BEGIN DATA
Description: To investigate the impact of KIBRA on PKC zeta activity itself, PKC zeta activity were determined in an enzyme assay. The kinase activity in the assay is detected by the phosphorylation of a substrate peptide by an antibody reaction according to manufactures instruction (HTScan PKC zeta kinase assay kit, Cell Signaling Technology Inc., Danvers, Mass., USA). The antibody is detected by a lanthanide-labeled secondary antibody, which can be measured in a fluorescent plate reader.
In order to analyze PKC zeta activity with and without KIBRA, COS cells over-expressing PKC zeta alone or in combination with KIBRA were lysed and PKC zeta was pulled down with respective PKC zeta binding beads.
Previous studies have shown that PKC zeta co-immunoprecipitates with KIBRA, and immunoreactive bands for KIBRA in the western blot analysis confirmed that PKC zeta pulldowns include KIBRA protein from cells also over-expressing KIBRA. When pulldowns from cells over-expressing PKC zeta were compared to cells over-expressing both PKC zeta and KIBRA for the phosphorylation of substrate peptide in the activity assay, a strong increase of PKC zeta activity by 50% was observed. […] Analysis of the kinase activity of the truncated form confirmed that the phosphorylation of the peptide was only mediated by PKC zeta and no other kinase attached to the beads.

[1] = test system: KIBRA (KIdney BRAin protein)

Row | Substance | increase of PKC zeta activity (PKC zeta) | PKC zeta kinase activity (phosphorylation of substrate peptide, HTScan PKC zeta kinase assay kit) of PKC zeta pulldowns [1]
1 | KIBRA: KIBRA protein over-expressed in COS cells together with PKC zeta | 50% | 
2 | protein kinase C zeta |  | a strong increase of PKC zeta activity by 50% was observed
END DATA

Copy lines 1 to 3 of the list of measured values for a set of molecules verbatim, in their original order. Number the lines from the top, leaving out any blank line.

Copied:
Description: To investigate the impact of KIBRA on PKC zeta activity itself, PKC zeta activity were determined in an enzyme assay. The kinase activity in the assay is detected by the phosphorylation of a substrate peptide by an antibody reaction according to manufactures instruction (HTScan PKC zeta kinase assay kit, Cell Signaling Technology Inc., Danvers, Mass., USA). The antibody is detected by a lanthanide-labeled secondary antibody, which can be measured in a fluorescent plate reader.
In order to analyze PKC zeta activity with and without KIBRA, COS cells over-expressing PKC zeta alone or in combination with KIBRA were lysed and PKC zeta was pulled down with respective PKC zeta binding beads.
Previous studies have shown that PKC zeta co-immunoprecipitates with KIBRA, and immunoreactive bands for KIBRA in the western blot analysis confirmed that PKC zeta pulldowns include KIBRA protein from cells also over-expressing KIBRA. When pulldowns from cells over-expressing PKC zeta were compared to cells over-expressing both PKC zeta and KIBRA for the phosphorylation of substrate peptide in the activity assay, a strong increase of PKC zeta activity by 50% was observed. […] Analysis of the kinase activity of the truncated form confirmed that the phosphorylation of the peptide was only mediated by PKC zeta and no other kinase attached to the beads.